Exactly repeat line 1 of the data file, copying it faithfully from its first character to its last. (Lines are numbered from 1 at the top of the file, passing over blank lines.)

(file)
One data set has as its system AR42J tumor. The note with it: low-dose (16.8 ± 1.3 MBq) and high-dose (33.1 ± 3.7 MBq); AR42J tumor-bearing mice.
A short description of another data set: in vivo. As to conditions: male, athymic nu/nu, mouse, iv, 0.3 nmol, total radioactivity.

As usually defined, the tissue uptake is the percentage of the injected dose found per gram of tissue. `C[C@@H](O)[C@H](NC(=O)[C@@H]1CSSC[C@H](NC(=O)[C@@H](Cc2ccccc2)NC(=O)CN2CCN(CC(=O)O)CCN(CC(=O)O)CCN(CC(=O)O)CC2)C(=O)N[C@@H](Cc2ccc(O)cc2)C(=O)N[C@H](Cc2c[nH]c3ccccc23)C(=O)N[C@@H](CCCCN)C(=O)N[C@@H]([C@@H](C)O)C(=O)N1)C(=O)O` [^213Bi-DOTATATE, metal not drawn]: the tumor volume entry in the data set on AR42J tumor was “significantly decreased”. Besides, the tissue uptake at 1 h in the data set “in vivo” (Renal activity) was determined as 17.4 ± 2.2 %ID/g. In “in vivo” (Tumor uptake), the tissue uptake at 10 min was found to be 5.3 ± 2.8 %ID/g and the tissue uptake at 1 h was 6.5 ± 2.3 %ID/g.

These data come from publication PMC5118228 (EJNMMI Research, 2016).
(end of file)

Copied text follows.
One data set has as its system AR42J tumor. The note with it: low-dose (16.8 ± 1.3 MBq) and high-dose (33.1 ± 3.7 MBq); AR42J tumor-bearing mice.